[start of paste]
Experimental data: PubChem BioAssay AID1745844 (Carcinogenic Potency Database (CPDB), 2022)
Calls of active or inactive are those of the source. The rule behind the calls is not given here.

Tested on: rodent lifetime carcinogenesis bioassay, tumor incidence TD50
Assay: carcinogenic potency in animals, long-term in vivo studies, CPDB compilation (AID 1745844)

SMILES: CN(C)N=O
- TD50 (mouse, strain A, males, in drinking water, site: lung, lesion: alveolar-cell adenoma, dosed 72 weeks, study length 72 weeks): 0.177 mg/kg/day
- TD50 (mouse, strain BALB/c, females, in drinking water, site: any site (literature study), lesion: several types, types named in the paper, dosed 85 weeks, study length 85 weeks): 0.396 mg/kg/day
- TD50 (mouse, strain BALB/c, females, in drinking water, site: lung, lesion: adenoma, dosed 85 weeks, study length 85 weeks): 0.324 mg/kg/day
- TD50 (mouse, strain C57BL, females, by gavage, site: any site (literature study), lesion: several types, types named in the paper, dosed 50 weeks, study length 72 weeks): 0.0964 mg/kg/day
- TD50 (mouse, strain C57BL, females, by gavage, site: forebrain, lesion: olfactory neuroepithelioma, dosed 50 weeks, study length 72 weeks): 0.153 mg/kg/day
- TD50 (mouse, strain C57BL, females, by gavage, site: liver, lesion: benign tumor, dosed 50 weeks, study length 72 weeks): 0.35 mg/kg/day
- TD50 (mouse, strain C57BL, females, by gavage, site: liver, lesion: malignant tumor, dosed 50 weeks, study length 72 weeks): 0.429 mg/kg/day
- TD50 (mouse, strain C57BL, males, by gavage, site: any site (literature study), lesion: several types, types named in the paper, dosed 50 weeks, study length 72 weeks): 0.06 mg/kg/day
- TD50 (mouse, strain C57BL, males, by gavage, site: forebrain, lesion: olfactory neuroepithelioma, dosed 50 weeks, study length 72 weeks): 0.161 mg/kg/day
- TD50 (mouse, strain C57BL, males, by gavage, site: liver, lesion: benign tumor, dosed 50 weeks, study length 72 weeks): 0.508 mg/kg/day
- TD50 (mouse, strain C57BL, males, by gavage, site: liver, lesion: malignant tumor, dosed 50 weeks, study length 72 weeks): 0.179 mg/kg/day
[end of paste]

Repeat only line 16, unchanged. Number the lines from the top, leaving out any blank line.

- TD50 (mouse, strain C57BL, males, by gavage, site: liver, lesion: malignant tumor, dosed 50 weeks, study length 72 weeks): 0.179 mg/kg/day